But if you’re coming all the way to Japan, you should probably check out some of Japans famous café chains too.
If you’re travelling around Japan and bump into any of these coffee shops (which you definitely will), you’ll know you’re in good hands!
Japanese café chains
- Doutor Coffee Shop
- Ueshima Coffee House
- Moriva Coffee
- Tully’s Coffee
- Excelsior Caffe
Best Independent Japanese coffee shops
If i’m ever travelling around Japan (or any country for that matter) I make it my goal to find the best that country has to offer. And even though famous Japanese coffee chains will give you a decent cup, they aren’t the best of the best.
If you’re looking for something unique or a bit different, you’ll want to search for an independent coffee shop. These places take the humble coffee bean and turn it into something spectacular.
If you can plan these cafés into your trip, you’ll be treated to some of the best coffee you’ve tasted!
Best independent coffee shops in Tokyo:
Onibus has two locations throughout Tokyo, but you’re most likely to visit the shop in Nakameguro due to it’s proximity to the center of the city.
With your americano or latte being served in a Champagne glass, this might just be one of the most luxury places to get coffee in Japan.
20 varieties of beans in 60g bags that start at ¥ 1,200. Spoilt for choice!
CBD Coffee in the heart of Tokyo. A great option if you’re after something a little bit different!
Allpress Espresso Tokyo Roastery & Café
The original hipster coffee haven in Tokyo. Located inside a renovated warehouse, Allpress Espresso Tokyo Roastery and café is a down to earth coffee shop that sells quality cups of coffee
The rarest coffee in Japan
Japan isn’t just home to some of the best coffee in the world, it’s also home to one of the rarest.
Japanese Sumiyaki Coffee
According to the Japanese coffee company, Japanese Sumiyaki Coffee has been somewhat oaf a hidden gem since 1933.
Simply put, Sumiyaki Coffee is charcoal roasted which gives it a distinct and unique flavour profile you’re unlikely to get anywhere else.
Just as matcha tea is an experience that all tea enthusiasts need to try, Japanese Sumiyaki coffee is something every coffee lover should have on their bucket list.
Im not a coffee expert, and so if you’re interested in finding out more or even fancy purchasing some of the rarest coffee in the world, head over to the Japanese Coffee Company where you’ll find all your Japanese coffee needs met!
Is coffee or tea more popular in Japan?
Although famed for its tea, Japan has one of the largest coffee markets in the world.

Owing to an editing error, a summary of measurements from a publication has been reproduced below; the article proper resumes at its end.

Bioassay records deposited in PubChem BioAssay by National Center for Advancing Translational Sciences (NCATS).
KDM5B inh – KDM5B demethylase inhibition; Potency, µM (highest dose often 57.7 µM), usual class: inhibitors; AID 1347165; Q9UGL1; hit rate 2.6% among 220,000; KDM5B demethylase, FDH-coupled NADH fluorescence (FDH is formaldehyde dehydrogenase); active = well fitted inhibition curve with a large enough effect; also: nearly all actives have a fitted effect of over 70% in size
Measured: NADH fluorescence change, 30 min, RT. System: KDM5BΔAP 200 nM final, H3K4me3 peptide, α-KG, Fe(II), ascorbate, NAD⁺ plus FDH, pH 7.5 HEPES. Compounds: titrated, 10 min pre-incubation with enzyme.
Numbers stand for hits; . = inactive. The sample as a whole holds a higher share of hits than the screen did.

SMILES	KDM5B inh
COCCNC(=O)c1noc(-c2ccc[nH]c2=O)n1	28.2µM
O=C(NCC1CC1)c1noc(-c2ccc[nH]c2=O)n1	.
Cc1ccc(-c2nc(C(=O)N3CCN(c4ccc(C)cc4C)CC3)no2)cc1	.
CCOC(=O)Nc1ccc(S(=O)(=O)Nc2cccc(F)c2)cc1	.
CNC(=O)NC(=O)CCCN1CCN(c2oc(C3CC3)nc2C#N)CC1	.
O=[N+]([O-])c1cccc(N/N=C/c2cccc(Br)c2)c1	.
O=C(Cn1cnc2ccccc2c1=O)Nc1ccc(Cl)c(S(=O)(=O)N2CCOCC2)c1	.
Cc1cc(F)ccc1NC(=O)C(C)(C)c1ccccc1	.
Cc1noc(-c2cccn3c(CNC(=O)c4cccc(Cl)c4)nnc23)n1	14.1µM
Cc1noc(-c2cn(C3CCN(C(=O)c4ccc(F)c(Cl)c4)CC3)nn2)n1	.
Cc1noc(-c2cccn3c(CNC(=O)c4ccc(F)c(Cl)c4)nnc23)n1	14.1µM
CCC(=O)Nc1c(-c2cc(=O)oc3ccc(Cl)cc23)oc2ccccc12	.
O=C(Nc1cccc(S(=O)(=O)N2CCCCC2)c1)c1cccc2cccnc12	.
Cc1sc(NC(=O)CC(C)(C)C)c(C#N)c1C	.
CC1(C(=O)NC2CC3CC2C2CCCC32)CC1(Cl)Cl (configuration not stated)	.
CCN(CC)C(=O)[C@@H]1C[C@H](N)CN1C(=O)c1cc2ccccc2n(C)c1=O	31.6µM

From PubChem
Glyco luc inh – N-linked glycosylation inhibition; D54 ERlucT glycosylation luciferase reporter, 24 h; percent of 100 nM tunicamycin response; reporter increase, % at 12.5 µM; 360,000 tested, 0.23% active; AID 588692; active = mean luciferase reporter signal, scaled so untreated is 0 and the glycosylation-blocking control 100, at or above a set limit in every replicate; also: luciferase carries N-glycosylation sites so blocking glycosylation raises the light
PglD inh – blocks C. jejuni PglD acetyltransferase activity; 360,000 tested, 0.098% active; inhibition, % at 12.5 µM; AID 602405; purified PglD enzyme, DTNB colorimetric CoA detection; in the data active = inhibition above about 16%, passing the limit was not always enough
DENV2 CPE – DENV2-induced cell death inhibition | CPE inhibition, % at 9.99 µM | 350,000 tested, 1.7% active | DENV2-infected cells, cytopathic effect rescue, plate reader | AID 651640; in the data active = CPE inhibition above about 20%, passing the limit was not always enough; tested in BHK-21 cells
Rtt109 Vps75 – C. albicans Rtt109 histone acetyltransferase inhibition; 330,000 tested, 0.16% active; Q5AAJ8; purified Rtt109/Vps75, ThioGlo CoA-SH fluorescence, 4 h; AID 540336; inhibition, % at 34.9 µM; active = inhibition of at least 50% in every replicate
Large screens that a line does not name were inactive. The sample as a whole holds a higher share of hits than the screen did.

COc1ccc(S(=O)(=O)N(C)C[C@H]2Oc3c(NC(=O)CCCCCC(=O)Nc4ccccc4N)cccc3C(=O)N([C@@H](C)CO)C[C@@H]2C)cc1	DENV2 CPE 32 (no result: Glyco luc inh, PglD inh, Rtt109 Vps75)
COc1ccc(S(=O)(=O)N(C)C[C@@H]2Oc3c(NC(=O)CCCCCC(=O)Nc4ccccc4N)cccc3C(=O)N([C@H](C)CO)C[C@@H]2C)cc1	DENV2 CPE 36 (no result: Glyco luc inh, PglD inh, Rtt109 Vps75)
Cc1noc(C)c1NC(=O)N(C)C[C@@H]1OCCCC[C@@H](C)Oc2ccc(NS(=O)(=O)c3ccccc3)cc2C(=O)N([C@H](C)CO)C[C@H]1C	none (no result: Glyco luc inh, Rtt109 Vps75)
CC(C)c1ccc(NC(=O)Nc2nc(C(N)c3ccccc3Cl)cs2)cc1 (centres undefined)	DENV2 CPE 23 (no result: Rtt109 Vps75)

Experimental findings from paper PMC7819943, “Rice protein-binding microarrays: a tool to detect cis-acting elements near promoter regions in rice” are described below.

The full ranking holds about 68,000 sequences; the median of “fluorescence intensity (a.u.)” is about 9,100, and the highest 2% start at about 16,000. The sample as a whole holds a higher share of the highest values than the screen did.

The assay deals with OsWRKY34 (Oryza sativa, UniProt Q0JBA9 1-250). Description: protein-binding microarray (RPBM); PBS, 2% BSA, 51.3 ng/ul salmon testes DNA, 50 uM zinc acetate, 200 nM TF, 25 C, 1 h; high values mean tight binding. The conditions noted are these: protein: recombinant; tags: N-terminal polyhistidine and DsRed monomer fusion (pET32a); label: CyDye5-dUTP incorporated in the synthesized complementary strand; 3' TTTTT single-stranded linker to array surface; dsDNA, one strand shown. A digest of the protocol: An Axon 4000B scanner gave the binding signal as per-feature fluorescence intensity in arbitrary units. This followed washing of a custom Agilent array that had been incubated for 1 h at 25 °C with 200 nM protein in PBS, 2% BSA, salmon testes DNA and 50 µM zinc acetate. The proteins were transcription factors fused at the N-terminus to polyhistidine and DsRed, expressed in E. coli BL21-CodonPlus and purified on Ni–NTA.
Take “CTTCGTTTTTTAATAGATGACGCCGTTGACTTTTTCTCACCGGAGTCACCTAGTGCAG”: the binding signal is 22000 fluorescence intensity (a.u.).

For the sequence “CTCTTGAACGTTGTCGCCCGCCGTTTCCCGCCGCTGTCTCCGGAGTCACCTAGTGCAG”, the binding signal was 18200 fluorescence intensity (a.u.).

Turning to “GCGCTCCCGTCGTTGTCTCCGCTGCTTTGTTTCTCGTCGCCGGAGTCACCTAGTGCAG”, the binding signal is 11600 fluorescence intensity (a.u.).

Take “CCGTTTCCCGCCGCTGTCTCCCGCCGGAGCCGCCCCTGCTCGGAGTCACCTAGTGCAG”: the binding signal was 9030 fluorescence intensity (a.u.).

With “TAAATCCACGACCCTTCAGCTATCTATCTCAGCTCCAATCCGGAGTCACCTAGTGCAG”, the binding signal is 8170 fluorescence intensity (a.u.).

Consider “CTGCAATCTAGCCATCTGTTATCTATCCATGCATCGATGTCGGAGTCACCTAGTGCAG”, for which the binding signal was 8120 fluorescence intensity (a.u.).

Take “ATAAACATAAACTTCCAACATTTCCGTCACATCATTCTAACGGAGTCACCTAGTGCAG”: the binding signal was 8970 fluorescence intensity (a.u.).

As of 2019 the country consumed around 7.5 million 60KG bags of coffee, up from just over 1 million back in 1990.
So it coffee or green tea more popular in Japan?
From the information I’ve researched it seems like coffee might take the win. Not something I thought would be the case!.
This chart from Euromonitor suggests both tea and coffee consumption in Japan is at a similar level in 2009.
However if we skip forward 11 years we can see from this survey conducted in 2020 that coffee comes out on top. The study aimed to uncover the most popular non-alcoholic in Japan and with a staggering 76 percent of people consuming coffee.
I think the reason for this goes back to what I was saying at the beginning of the article about social as well as work pressures.
But hey, maybe they just love coffee!
Is Japanese coffee expensive?
That all depends on what kind of coffee you want and where you get it from.
Just like with any country, the more specialised, unique, or luxury you go the more expensive it’s likely to be.
Average price of vending machine coffee: 90 – 130 Yen ($0.80-$1.30)
Average price of chain coffee: From 200 Yen ($1.80)
Average price of independent coffee: 400 – 600+ Yen ($3.68-$5.52
I’m pretty sure you can get much cheaper coffee than ¥90 and far more expensive coffee than ¥600 (Latte art, I’m looking at you!) but these are the prices you can expect during your trip.
Japanese Coffee: The verdict
Whether you only grab a vending machine coffee on your trip, or visit each and every one of independent coffee shops on the list, it’s clear that the coffee subculture runs deep into the heart of Japanese living.
Not planning a trip anytime soon?
Take a look at this article about Japanese snacks that shows you where to get coffee from Japan online as well as something to eat with it!